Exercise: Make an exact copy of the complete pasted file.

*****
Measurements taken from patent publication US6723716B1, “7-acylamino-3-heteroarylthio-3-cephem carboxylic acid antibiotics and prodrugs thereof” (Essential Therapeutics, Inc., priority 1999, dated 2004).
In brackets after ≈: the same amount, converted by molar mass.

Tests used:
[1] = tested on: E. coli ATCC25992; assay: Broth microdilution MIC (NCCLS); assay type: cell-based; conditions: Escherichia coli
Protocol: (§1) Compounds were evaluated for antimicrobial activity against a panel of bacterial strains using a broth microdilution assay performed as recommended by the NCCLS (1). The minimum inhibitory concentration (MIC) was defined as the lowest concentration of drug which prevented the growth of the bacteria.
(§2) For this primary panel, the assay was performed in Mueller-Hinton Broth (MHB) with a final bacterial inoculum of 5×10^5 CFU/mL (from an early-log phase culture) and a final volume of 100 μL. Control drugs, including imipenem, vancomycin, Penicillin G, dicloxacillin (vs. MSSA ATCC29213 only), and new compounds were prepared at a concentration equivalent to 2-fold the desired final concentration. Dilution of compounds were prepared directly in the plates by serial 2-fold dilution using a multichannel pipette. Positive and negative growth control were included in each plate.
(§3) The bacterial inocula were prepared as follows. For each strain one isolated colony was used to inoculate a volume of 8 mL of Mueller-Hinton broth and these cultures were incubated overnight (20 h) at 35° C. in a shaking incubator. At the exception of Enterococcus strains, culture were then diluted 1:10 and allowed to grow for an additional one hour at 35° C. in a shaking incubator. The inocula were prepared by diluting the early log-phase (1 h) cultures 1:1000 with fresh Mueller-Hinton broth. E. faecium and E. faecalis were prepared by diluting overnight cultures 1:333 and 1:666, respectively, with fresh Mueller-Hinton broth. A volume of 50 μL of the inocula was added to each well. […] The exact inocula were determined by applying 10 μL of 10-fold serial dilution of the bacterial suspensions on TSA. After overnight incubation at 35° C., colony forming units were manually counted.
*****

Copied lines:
Measurements taken from patent publication US6723716B1, “7-acylamino-3-heteroarylthio-3-cephem carboxylic acid antibiotics and prodrugs thereof” (Essential Therapeutics, Inc., priority 1999, dated 2004).
In brackets after ≈: the same amount, converted by molar mass.

Tests used:
[1] = tested on: E. coli ATCC25992; assay: Broth microdilution MIC (NCCLS); assay type: cell-based; conditions: Escherichia coli
Protocol: (§1) Compounds were evaluated for antimicrobial activity against a panel of bacterial strains using a broth microdilution assay performed as recommended by the NCCLS (1). The minimum inhibitory concentration (MIC) was defined as the lowest concentration of drug which prevented the growth of the bacteria.
(§2) For this primary panel, the assay was performed in Mueller-Hinton Broth (MHB) with a final bacterial inoculum of 5×10^5 CFU/mL (from an early-log phase culture) and a final volume of 100 μL. Control drugs, including imipenem, vancomycin, Penicillin G, dicloxacillin (vs. MSSA ATCC29213 only), and new compounds were prepared at a concentration equivalent to 2-fold the desired final concentration. Dilution of compounds were prepared directly in the plates by serial 2-fold dilution using a multichannel pipette. Positive and negative growth control were included in each plate.
(§3) The bacterial inocula were prepared as follows. For each strain one isolated colony was used to inoculate a volume of 8 mL of Mueller-Hinton broth and these cultures were incubated overnight (20 h) at 35° C. in a shaking incubator. At the exception of Enterococcus strains, culture were then diluted 1:10 and allowed to grow for an additional one hour at 35° C. in a shaking incubator. The inocula were prepared by diluting the early log-phase (1 h) cultures 1:1000 with fresh Mueller-Hinton broth. E. faecium and E. faecalis were prepared by diluting overnight cultures 1:333 and 1:666, respectively, with fresh Mueller-Hinton broth. A volume of 50 μL of the inocula was added to each well. […] The exact inocula were determined by applying 10 μL of 10-fold serial dilution of the bacterial suspensions on TSA. After overnight incubation at 35° C., colony forming units were manually counted.